Clinton Argues Ending Iraq War More Important Than Repudiating Her 2002 Vote

Saturday, February 17th 2007, 2:37 pm
By: News On 6

DOVER, N.H. (AP) _ Democratic presidential candidate Hillary Rodham Clinton told New Hampshire voters Saturday that ending the war in Iraq is more important than whether she repudiates her 2002 vote authorizing President Bush to use military force there.

The New York senator and party front-runner repeatedly has faced calls for her to say her vote was a mistake. Democrats pressed her on it last weekend in New Hampshire and again on Saturday at a town hall meeting in the early voting state.

One of her rivals, former North Carolina Sen. John Edwards, has disavowed his vote. Another, Sen. Barack Obama, has opposed the war from the outset. The Illinois senator was not in Congress at the time of the war vote.

On Saturday, Clinton was asked by a University of New Hampshire professor why she refused to apologize for voting to give Bush the authority for the March 2003 invasion.

``I take responsibility for my vote. It was a sincere vote based on the facts and assurances we had at the time. Obviously I would not vote that way again if we knew then what we know now,'' she said, her oft-repeated explanation.

She then added in a clear reference to her rivals: ``I have to say, if the most important thing to any of you is choosing someone who did not cast that vote or said his vote was a mistake, then there are others to choose from. But for me, the most important thing now is trying to end this war.''

Clinton also responded to demands from Edwards and former Iowa Gov. Tom Vilsack for Congress to cut off money for U.S. troops. The two-term senator argued that such calls fails to acknowledge the legislative reality that Democrats hold a slim majority in the Senate.

``I understand the politics of this. I could very easily stand up here and say, 'I'm all for cutting off funding,' knowing we don't have the votes,'' Clinton said. ``We have to end this war and we can't do it without Republican votes.''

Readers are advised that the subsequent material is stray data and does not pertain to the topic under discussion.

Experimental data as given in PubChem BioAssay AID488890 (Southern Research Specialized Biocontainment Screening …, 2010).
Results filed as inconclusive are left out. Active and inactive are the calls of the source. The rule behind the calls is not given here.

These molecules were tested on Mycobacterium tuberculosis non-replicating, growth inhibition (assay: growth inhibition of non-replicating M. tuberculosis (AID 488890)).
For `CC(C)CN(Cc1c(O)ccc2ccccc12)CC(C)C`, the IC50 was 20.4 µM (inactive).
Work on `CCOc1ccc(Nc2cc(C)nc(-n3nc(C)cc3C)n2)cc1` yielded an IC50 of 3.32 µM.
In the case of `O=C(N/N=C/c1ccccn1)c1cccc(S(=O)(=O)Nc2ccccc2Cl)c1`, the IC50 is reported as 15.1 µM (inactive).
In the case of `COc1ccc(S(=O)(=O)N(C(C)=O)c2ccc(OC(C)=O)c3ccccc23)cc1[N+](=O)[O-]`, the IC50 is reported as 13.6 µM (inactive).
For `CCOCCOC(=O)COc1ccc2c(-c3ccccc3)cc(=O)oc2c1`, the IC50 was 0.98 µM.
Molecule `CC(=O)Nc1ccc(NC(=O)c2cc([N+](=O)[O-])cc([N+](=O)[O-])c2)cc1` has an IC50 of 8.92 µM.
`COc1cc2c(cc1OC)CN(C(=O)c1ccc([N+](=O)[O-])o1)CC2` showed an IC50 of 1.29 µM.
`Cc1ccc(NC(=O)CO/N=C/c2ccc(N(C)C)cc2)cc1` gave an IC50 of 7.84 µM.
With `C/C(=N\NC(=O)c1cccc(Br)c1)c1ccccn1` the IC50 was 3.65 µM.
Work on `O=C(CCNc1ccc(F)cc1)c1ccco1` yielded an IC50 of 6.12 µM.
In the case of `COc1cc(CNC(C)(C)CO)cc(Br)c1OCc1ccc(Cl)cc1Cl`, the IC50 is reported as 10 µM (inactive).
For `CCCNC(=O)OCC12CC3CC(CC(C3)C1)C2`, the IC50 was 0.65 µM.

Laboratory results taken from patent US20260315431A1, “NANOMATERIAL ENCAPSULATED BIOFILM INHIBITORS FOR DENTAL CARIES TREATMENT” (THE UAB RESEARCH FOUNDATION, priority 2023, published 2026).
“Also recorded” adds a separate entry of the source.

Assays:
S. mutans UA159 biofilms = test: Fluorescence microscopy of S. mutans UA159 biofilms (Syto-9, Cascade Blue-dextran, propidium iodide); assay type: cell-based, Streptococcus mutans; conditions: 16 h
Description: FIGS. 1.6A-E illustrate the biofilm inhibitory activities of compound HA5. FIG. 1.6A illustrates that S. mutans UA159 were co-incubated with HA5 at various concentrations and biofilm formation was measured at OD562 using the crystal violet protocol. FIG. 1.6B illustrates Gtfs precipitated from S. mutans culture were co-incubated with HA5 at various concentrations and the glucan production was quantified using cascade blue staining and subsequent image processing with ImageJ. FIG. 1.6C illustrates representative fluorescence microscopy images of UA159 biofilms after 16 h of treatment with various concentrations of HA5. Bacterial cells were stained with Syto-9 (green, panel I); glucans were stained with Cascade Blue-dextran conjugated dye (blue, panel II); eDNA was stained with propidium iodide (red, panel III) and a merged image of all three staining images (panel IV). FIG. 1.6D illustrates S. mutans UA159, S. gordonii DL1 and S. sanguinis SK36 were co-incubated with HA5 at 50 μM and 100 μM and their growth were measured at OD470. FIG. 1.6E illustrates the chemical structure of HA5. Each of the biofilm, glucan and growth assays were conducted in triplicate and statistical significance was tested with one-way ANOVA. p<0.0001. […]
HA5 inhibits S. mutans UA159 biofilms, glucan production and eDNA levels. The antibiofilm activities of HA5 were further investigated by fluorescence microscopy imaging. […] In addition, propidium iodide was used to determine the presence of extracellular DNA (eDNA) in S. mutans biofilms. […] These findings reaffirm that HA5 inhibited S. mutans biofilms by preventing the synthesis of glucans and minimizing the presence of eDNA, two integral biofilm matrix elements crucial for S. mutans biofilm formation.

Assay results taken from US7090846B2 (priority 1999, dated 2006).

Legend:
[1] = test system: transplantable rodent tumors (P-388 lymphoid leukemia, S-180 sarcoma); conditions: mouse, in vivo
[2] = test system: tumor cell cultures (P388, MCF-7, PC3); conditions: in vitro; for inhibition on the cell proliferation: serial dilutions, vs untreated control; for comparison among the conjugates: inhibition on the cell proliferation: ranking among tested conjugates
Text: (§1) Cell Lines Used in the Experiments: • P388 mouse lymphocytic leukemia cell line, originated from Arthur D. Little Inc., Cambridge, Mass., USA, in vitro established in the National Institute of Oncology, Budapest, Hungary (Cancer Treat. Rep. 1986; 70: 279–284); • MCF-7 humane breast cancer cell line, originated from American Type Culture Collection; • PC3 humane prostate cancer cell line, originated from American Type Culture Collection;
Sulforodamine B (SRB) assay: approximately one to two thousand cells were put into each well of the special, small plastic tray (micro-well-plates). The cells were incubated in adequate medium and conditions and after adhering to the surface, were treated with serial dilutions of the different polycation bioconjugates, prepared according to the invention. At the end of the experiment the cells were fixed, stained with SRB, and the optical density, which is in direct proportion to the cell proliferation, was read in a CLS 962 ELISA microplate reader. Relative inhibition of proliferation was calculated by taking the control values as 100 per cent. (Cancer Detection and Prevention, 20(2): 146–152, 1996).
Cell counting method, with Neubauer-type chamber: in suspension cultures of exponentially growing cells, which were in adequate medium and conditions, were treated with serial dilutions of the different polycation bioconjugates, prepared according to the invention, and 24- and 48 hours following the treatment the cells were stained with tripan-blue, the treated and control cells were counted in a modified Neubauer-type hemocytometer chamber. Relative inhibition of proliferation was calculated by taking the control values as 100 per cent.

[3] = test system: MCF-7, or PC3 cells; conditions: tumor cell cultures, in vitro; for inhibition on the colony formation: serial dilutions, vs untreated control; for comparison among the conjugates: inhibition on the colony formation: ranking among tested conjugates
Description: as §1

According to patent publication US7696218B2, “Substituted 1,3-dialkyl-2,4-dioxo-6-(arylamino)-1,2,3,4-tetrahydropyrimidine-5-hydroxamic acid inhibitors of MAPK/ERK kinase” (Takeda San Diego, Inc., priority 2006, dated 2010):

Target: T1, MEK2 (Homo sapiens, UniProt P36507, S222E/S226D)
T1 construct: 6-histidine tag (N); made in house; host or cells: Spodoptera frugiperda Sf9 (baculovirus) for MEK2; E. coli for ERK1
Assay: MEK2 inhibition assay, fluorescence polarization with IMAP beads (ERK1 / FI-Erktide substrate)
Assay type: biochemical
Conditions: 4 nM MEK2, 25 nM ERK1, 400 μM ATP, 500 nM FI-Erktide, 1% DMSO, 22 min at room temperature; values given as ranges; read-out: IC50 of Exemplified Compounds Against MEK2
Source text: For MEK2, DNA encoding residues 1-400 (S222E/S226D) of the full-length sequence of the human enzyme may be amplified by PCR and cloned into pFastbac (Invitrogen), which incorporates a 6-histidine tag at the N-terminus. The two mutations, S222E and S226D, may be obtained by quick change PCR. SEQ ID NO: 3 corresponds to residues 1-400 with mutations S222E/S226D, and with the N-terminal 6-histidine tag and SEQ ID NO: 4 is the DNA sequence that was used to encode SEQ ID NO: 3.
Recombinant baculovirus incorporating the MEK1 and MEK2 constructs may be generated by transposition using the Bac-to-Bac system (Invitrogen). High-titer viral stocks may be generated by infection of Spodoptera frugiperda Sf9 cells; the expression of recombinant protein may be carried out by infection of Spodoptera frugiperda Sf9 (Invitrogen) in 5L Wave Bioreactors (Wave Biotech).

In the discussion at the town hall meeting, Clinton described her proposed legislation to cap the number of troops at around 130,000, cut off money for Iraqi forces unless they show progress in defending themselves and convene an international conference aimed at stabilizing the region.

``You don't refuse to talk to bad people. I think life is filled with uncomfortable situations where you have to deal with people you might not like,'' she said, pausing when the audience began to laugh. ``I'm sort of an expert on that. I have consistently urged the president to talk to Iran and talk to Syria. I think it's a sign of strength, not weakness.''

Clinton had to cut short her New Hampshire visit for a Senate vote on Iraq. She reminded the crowd that it was in Dover that her husband, the former two-term president, made one of the most famous speeches of his 1992 campaign.

``Some of you might remember that during the 1992 campaign when my husband came to Dover and said, 'If you'll stick with me, I'll stick with you until the last dog dies.' Well, imagine how I felt when I heard on Thursday afternoon that we were going to have this important vote in the Senate on Saturday,'' she said.

``My staff said, 'Well, you're going have to cancel New Hampshire.' I said, 'Cancel Dover?' I said, 'Has the last dog died?' Of course, the last dog has not died, and I thank you for being here this morning.''